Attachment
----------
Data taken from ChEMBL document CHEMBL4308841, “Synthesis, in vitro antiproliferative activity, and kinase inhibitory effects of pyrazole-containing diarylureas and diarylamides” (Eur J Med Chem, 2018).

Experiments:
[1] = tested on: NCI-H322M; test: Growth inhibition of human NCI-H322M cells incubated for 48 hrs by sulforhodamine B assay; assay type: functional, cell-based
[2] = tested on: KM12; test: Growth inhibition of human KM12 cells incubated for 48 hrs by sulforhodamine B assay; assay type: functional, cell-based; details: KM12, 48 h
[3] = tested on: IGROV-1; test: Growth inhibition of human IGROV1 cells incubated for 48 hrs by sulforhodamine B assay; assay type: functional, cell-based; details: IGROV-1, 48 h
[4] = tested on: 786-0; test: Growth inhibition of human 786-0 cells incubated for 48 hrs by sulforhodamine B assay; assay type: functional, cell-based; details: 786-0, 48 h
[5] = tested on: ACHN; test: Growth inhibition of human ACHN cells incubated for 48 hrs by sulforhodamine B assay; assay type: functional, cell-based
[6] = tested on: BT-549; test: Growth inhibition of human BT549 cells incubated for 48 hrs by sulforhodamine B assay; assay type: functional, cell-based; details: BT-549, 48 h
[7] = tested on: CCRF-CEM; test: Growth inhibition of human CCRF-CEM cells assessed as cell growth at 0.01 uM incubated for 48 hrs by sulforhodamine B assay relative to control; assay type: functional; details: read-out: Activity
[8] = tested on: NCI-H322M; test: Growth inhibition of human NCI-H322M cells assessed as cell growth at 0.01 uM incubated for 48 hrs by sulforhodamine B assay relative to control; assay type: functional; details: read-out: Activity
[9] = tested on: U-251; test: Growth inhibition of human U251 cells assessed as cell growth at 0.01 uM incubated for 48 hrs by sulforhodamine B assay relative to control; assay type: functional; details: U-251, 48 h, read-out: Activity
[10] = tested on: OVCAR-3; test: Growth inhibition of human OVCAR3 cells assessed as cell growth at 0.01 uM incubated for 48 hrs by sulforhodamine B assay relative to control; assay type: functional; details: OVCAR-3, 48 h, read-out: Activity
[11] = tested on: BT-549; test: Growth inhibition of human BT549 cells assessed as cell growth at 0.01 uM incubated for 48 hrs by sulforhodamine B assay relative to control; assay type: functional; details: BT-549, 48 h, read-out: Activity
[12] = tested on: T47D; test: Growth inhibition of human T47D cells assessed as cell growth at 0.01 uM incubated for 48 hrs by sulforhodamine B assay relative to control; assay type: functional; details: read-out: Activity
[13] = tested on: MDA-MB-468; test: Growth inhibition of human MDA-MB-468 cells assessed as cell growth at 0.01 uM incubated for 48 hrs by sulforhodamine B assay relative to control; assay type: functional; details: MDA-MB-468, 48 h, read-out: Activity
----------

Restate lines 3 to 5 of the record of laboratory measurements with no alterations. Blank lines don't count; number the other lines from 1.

[1] = tested on: NCI-H322M; test: Growth inhibition of human NCI-H322M cells incubated for 48 hrs by sulforhodamine B assay; assay type: functional, cell-based
[2] = tested on: KM12; test: Growth inhibition of human KM12 cells incubated for 48 hrs by sulforhodamine B assay; assay type: functional, cell-based; details: KM12, 48 h
[3] = tested on: IGROV-1; test: Growth inhibition of human IGROV1 cells incubated for 48 hrs by sulforhodamine B assay; assay type: functional, cell-based; details: IGROV-1, 48 h